Transfiguration (icon)

Following is a Ukrainian Orthodox icon of the Transfiguration by Ivan Rutkovych (c. 1650 – c. 1708) (for the Church of Christ’s Nativity in Zhovkva, Ukraine, today in the Lviv National Museum).

Orthodox Icons are not drawings or creations of imagination. They are in fact writings of things not of this world. Icons can represent our Lord Jesus Christ, the Virgin Mary, and the Saints. They can also represent the Holy Trinity, Angels, the Heavenly hosts, and even events. Orthodox icons, unlike Western pictures, change the perspective and form of the image so that it is not naturalistic. This is done so that we can look beyond appearances of the world, and instead look to the spiritual truth of the holy person or event. (Source )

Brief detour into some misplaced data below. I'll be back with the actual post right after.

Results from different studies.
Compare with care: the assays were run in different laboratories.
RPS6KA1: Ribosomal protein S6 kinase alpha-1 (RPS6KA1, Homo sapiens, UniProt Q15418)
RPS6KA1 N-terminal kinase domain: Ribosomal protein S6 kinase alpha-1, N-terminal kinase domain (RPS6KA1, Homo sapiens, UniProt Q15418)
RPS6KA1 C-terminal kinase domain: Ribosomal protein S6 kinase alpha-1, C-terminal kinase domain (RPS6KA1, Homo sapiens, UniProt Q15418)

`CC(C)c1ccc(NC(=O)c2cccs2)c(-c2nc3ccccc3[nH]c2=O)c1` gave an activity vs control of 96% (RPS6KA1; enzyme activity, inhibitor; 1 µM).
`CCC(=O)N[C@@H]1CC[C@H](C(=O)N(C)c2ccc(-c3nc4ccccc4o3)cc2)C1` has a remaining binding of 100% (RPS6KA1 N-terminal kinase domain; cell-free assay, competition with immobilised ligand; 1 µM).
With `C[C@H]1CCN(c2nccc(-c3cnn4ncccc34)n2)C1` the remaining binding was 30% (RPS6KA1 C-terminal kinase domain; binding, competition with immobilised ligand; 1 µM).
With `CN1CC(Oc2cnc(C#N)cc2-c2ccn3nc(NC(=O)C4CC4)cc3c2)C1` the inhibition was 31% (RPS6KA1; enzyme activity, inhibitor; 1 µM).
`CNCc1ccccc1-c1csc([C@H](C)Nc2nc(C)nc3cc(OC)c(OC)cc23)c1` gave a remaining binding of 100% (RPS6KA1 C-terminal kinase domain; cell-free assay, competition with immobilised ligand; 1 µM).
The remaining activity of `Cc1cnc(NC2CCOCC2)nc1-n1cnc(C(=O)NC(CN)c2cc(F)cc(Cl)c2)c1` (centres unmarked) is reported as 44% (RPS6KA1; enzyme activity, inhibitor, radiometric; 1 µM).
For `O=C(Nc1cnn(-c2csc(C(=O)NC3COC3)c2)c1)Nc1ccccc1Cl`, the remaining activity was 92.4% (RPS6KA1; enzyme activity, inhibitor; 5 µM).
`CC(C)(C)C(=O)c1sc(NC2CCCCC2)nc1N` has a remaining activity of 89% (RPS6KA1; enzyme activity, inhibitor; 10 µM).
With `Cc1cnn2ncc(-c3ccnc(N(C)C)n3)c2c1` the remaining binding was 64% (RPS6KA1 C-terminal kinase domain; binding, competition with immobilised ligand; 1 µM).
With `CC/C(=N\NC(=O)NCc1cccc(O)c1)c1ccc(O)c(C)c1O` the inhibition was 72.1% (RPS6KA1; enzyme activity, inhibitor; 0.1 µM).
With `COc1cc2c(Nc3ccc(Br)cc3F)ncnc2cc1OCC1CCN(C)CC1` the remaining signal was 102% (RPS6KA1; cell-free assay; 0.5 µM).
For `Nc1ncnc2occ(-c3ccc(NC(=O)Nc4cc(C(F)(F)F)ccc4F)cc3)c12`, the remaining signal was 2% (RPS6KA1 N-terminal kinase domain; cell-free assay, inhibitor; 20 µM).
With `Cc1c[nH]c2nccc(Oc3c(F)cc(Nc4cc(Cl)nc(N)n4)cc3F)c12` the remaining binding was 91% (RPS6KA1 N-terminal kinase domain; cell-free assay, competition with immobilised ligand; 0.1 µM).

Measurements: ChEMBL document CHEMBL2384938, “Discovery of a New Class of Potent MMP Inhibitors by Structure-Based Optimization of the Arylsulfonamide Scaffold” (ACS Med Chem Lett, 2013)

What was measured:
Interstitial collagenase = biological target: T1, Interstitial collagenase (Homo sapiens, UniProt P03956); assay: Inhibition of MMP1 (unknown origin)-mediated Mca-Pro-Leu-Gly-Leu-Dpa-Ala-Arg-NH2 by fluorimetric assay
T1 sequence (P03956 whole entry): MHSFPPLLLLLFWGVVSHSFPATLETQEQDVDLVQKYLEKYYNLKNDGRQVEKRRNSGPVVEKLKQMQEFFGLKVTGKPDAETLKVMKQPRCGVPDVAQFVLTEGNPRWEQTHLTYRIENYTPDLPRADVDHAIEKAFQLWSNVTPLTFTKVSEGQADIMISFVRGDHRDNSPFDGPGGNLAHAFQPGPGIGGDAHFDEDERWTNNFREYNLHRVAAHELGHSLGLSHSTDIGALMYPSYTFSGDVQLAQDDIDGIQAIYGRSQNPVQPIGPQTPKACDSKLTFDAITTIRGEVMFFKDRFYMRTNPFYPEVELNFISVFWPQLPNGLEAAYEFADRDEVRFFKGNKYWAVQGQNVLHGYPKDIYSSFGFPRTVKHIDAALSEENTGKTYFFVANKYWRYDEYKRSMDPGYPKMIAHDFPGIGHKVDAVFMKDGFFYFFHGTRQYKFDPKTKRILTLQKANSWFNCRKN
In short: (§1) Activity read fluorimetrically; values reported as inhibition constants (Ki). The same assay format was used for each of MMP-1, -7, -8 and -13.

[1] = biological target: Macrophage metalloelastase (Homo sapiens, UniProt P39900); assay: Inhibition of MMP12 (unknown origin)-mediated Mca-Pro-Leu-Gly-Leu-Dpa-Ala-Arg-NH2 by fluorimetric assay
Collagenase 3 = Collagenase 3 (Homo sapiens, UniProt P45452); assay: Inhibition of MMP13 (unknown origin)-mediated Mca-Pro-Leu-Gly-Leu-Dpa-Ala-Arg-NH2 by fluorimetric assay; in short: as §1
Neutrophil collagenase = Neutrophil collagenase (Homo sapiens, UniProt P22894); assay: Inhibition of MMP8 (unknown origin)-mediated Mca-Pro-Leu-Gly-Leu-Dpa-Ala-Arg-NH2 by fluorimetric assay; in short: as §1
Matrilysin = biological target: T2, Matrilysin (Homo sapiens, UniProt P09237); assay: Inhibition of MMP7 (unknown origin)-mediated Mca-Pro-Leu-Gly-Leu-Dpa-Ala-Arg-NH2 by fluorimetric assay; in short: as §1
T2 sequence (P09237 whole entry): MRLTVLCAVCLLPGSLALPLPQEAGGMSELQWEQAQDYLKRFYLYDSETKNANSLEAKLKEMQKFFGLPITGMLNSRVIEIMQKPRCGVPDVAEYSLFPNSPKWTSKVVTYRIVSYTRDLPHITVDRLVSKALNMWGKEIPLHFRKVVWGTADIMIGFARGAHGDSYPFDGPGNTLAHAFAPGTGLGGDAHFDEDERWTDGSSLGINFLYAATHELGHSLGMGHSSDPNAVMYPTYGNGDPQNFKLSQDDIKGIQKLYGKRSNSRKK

complete verse (Mark 9:6)

Following are a number of back-translations of Mark 9:6:

  • Uma: “Actually, Petrus didn’t know what he was saying then, for at that time they were so very afraid.” (Source: Uma Back Translation)
  • Yakan: “The reason that Petros said that was, because he was at a loss/didn’t know as to what he was saying because they were very afraid.” (Source: Yakan Back Translation)
  • Western Bukidnon Manobo: “They were very much afraid, therefore Peter could not remember what he was saying.” (Source: Western Bukidnon Manobo Back Translation)
  • Kankanaey: “But that’s what he said, because he didn’t (sympathy particle) know what he was saying, because their fear was extreme.” (Source: Kankanaey Back Translation)
  • Tagbanwa: “Pedro hadn’t thought about what he said because he was extremely afraid, as were those companions of his.” (Source: Tagbanwa Back Translation)
  • Palantla Chinantec: “The disciples were afraid, and Peter it was as though he lost his thoughts, and that’s why he said like that.” (Source: B. Moore / G. Turner in Notes on Translation 1967, p. 1ff.)